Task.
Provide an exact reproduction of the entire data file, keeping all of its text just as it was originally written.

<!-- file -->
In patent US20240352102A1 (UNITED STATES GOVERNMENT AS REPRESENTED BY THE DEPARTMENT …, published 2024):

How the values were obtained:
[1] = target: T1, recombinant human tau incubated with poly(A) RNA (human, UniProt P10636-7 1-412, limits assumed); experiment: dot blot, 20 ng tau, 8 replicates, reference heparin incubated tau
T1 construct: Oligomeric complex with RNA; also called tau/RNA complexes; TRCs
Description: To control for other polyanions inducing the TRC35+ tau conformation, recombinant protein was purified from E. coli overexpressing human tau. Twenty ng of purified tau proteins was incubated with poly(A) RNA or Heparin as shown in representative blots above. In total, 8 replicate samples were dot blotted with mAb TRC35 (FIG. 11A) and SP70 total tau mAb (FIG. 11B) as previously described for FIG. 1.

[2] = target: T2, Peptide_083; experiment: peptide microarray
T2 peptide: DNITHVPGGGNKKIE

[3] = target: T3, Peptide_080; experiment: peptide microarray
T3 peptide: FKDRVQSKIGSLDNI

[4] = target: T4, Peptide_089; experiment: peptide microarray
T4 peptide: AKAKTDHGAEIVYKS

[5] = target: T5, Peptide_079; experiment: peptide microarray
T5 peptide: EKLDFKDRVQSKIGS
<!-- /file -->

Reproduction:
In patent US20240352102A1 (UNITED STATES GOVERNMENT AS REPRESENTED BY THE DEPARTMENT …, published 2024):

How the values were obtained:
[1] = target: T1, recombinant human tau incubated with poly(A) RNA (human, UniProt P10636-7 1-412, limits assumed); experiment: dot blot, 20 ng tau, 8 replicates, reference heparin incubated tau
T1 construct: Oligomeric complex with RNA; also called tau/RNA complexes; TRCs
Description: To control for other polyanions inducing the TRC35+ tau conformation, recombinant protein was purified from E. coli overexpressing human tau. Twenty ng of purified tau proteins was incubated with poly(A) RNA or Heparin as shown in representative blots above. In total, 8 replicate samples were dot blotted with mAb TRC35 (FIG. 11A) and SP70 total tau mAb (FIG. 11B) as previously described for FIG. 1.

[2] = target: T2, Peptide_083; experiment: peptide microarray
T2 peptide: DNITHVPGGGNKKIE

[3] = target: T3, Peptide_080; experiment: peptide microarray
T3 peptide: FKDRVQSKIGSLDNI

[4] = target: T4, Peptide_089; experiment: peptide microarray
T4 peptide: AKAKTDHGAEIVYKS

[5] = target: T5, Peptide_079; experiment: peptide microarray
T5 peptide: EKLDFKDRVQSKIGS